As every critic does sometimes, Corliss missed the boat on what are now thought of as classic movies (he didn't like "Do the Right Thing" because he thought it inflamed emotions without really taking a stand on any of the issues it raised) but he championed many more, often in ways that seem prescient today. He got to the heart of what makes "Bull Durham" great by weaving his own baseball fandom into his appreciation of the film as cinema: "Ron Shelton, who spent some years in the minors, has made a movie with the loping narrative rhythm of a baseball season. This is, after all, a game of anticipation: waiting to gauge an opposing pitcher’s heat, waiting for a seeing-eye grounder or a play at the plate. Shelton locates the tension and the humor between pitches, between ball games, between the sheets." Corliss agitated to put Steven Spielberg's "E.T.", a low-budget film starring a puppet, on the cover of Time, because he thought it a monumental work on par with "The Wizard of Oz," and he succeeded—although the story ended up being bumped to the inside of the magazine by the Falklands War. He arguably did more to usher Oliver Stone into the mainstream than any other critic when he penned a lengthy Time cover story about the director's fourth film, a low-budget war picture stocked with then-no-name actors, "Platoon": "In vivid imagery and incendiary action, Stone’s film asks of our soldiers, 'Am I my brother’s killer?' The answer is an anguished yes." Almost 20 years ago Corliss characterized Adam Sandler in words that ring true today: "Adam Sandler is of the new S.N.L. breed. His Cajun Man, Opera Man and the rest were not varied characters; they were expressions of one capacious ego. The issue for him was not selling out but finding a buyer. And Hollywood, ever desperate for performers with male-teen appeal, bought."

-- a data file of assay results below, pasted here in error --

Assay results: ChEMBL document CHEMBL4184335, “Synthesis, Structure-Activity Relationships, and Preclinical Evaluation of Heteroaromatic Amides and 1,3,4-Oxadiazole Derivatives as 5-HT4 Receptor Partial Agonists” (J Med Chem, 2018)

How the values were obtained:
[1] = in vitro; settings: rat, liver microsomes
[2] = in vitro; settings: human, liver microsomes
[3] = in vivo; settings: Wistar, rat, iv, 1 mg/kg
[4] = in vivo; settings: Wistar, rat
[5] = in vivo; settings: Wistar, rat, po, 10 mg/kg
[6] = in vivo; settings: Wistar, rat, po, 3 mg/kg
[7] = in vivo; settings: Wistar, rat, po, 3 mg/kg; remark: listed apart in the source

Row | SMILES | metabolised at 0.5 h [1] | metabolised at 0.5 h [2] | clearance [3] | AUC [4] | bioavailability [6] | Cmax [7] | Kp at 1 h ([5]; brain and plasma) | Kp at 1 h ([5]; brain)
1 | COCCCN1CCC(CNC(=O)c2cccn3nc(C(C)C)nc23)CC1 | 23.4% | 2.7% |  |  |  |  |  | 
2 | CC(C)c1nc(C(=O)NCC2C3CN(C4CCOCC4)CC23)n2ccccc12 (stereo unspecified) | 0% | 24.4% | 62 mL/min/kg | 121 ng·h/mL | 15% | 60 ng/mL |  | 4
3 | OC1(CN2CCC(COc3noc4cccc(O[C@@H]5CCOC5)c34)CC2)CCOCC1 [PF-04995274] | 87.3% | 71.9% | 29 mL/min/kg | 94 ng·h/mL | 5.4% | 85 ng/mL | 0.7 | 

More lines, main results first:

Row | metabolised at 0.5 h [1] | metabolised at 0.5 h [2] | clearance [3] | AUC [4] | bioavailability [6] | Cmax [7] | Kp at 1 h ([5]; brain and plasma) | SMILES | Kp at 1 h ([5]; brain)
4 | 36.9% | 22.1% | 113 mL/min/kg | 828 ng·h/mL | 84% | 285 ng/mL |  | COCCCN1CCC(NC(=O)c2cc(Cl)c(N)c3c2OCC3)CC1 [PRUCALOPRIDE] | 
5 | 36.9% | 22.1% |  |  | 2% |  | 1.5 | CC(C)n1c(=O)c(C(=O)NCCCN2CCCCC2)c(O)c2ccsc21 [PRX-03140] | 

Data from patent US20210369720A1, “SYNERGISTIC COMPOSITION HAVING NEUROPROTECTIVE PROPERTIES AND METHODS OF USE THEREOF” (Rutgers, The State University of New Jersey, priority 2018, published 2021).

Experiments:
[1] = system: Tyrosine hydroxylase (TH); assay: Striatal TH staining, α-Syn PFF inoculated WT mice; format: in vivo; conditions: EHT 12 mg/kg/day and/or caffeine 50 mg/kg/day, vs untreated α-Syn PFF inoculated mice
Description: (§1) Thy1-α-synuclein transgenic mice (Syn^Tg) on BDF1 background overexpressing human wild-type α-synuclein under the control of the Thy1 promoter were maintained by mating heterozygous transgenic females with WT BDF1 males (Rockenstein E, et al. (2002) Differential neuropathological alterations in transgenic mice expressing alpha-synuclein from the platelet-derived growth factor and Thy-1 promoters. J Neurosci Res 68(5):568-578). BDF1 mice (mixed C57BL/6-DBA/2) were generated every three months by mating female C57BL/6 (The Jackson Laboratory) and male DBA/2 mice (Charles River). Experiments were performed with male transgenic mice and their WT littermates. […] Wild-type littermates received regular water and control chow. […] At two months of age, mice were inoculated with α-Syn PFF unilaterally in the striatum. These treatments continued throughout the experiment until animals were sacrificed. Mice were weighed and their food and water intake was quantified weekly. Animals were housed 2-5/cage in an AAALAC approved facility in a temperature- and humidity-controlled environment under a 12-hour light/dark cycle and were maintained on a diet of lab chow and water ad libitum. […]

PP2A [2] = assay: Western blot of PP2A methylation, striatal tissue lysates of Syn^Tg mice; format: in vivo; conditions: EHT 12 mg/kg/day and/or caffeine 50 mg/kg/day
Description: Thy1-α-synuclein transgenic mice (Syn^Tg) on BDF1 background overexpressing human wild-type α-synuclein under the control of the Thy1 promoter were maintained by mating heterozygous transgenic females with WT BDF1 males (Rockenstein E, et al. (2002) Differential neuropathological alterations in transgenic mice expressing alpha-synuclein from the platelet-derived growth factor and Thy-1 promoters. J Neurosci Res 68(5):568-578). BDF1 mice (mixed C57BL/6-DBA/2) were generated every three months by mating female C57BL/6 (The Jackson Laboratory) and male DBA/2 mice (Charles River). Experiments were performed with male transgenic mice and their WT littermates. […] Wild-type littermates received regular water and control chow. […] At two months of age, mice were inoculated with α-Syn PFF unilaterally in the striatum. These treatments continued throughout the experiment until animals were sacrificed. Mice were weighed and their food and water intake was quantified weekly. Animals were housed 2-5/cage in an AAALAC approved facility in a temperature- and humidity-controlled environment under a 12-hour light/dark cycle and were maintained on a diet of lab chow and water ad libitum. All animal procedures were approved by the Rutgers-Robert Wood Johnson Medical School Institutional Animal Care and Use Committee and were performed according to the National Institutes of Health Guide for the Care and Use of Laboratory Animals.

In researching Corliss before writing this piece, it dawned on me what an immense personal and creative influence he was. I was never close friends with him, but we both belonged to the New York Film Critics' Circle and the National Society of Film Critics and corresponded occasionally about projects involving those groups. I saw him often at screenings and other events. He was always easygoing, witty and curious. He was one of those rare people who could make everyone he talked to feel important, just by making it clear that he was really listening to them,. Even though personal qualities shouldn't be at the forefront of a career appreciation, which is what this mainly is, I mention them because they were reflected in Corliss' writng, in every outlet he worked for. You got the sense that he could get along with anyone while still being his own man and not cutting the legs out from under anybody else, and that he could disagree without being disagreeable. These are rare qualities, and they came through in his work. All of it.
I first discovered Corliss' writing back in high school in Dallas, where I sometimes cut class and snuck off to the Dallas Public Library to pull old magazines and newspapers from their archives and read their film reviews. Over a series of weekends I worked my way through every issue of Time and Newsweek from about 1950 onward, to get a sense of how the publication's critics viewed films that I loved or hated. (This was pre-Internet, remember; a lot of this stuff is now available through a mouse click.) Corliss' stuff from the early eighties spoke to me more strongly than the work of any other critic for the weeklies, because it didn't seem like the sort of thing that would run in a glossy weekly magazine. It reminded me of the kind of criticism I read in the local alternative newspaper (Dallas Observer, where I'd later become a staff writer) and in the film magazines that I dutifully read cover-to-cover while standing at the magazine rack at the bookstore, even though I hadn't heard of most of the movies and they were likely never coming to Dallas. The writing was sharp and bouncy and surprising and filled with wordplay, some of which I wouldn't discover until much later. He went right up to the edge of what was probably acceptable at Time, which had a house style and sometimes seemed to grind writers down until they matched it.